The downside of doing the corporate “Let’s throw it up against the blogging wall to see what sticks” approach to digital marketing


I come from a simpler marketing time.


As David Meerman Scott explained in his recent book, The New Rules of Marketing & PR, I was one of those cool agency folks who, “…sit in hip offices dreaming up ways to interrupt people so that they pay attention to a one-way message”.


I worked at a large ad agency (NWAyer) on accounts like DeBeers – diamonds is forever, AT&T – Reach out and touch someone and I even got to bring back Punchy of Hawaiian Punch fame when P&G bought the brand in the 1980s.


They were simpler days because marketing was able to be planned. You wanted “awareness” there were relatively few ways to do it and it costs money. Lots of it.


And so we cool agency folks became insulated and complacent. I remember when “Prodigy” did a major presentation at the agency and people bet on how fast it would fail (if you know what Prodigy is – please raise your hand and email me. If you don’t – never mind). My agency colleagues were only half right. Prodigy did fail – but the concept of connectivity lived on to what we now know and love as the Internet.


Now however, a corporate marketing exec type has to integrate traditional media with all these emerging concepts and make sense of it. Worse, any program he does now involves legions of people NOT from marketing. A corp marketing exec needs people from development and database management and web deployment teams and on and on. Gone are the “one department decision/ deployment” days.  


And if that wasn’t enough – agencies that know digital marketing tend to be run by twenty something’s who are just bigger kids just with bigger toys. They never had to stand in front of the CEO or CFO and explain why you needed another $50,000 to talk to people who aren’t even reporters!


Well it’s enough to make any corp marketing exec cry. I know because enough of my friends are in those roles and they come crying to me.


But there’s hope.


The trick now is for companies to find ways to plan these programs within predictable parameters just like a good old fashioned media plans because corporate budget are not known to be nimble. “But wait”, I hear you say, “viral IS UNPREDICTABLE”. The paradox of social marketing is that it often catches you unprepared and by the time you get your budget act together, well, your moment is gone.


The way to manage that within a corporate environment is to create a platform that organizes content distribution (which is the heart and soul of digital marketing) across media within a “campaign” model. Rather than throwing lots of social marketing toys onto the scene to see what sticks, plan campaigns around content distribution and key phrases that coordinate across functions – SEM, PR, article syndication and so forth within a specific timeframe that can be planned. This approach won’t cover all unexpected activities, but it beats trying to get any CFO to warm up to the idea of spending $50K so you can have a presence on Facebook.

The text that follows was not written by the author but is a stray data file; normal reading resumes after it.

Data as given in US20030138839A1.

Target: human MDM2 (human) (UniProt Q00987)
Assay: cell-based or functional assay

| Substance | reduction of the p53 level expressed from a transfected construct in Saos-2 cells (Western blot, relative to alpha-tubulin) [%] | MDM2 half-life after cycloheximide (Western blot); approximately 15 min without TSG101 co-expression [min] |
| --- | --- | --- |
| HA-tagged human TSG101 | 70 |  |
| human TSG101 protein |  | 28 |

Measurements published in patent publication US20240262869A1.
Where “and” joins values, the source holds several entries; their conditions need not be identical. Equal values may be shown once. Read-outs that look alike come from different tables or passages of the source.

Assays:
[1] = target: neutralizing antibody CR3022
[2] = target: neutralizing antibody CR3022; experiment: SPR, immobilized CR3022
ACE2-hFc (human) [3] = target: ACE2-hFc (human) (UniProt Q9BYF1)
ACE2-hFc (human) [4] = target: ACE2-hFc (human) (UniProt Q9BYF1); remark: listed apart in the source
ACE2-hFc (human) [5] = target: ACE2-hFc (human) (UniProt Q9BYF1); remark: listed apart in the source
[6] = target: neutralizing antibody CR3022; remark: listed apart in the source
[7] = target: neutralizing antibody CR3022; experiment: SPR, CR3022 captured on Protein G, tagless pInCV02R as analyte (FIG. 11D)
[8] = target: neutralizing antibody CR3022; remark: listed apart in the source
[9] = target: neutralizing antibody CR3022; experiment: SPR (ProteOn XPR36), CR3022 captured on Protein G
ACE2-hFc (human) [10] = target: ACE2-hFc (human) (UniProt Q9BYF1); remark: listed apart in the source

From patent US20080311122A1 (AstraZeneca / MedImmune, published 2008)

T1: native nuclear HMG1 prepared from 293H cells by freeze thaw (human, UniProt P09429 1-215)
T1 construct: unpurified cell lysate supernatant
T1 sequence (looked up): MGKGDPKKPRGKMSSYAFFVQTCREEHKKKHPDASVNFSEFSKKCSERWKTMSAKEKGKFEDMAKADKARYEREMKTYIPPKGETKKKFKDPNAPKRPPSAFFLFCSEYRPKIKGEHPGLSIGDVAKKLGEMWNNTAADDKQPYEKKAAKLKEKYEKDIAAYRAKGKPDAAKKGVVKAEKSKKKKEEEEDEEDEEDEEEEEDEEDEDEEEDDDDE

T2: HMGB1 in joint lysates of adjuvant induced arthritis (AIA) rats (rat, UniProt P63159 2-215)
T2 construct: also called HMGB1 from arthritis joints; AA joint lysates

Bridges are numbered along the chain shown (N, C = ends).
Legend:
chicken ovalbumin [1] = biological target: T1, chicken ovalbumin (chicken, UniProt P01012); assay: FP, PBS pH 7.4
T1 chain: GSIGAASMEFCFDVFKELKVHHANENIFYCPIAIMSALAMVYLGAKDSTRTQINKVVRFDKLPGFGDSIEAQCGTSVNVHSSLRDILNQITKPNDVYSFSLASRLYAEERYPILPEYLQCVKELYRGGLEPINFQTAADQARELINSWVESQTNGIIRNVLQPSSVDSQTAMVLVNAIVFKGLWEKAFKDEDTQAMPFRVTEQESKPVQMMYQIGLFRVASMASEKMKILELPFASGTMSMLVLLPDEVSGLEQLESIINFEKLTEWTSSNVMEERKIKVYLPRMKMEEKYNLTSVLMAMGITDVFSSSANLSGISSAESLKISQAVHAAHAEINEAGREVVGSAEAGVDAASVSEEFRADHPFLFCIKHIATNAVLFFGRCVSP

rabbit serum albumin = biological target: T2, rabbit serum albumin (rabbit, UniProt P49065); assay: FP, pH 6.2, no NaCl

Trust me – it ain’t pretty.


Judy Shapiro  

3 Responses

  1. Hi Judy,

    What an awesome post. It’s so refreshing to hear someone with an agency background write this effectively about the transformation going on today. I know Prodigy. Yes, they failed, but the thing they and a few others (like AOL) pioneered — the Web — is revolutionary. And because companies can create content ourselves and post it for free online, we can do without advertising agencies. Some agencies get this. Most do not.

    Take care, David

  2. Thanks David.

    The CEO of our software company (Comodo) bought your book and distributed it within the marketing department. Your book was very much confirmation of our strategy – be in the conversation how, where and when your customers are — old media, new media whatever.

    In fact at Comodo, part of our strategy is to publish 2 release every week (yep – I write ’em because I could not find a pr agency who would crank out that many for any budget that a normal company can afford)) . My PR friends called that “PR SPAM”. I endured their chides for a while until I told them that after about 18 months of this type of effort we built a base of millions of users of our security software without spending a penny on banner ads or other “traditional” outreach.

    Now they want to know how we did it :).

    Your book does a great job of helping people understand that the art of marketing (and it is more science than art) is about staying current with and in tune with your customers. Customers are using new media and you had better be there when they get there.

    Staying close to your customers has been the cornerstone of every successful marketer. That notion has not changed — just now there are lots more fun ways to stay connected.

    And isn’t that what the internet is all about.

  3. […] – bookmarked by 4 members originally found by scwhitmore on 2008-07-22 The downside of doing the corporate “Let’s throw it up against… – bookmarked by 4 members originally found by […]

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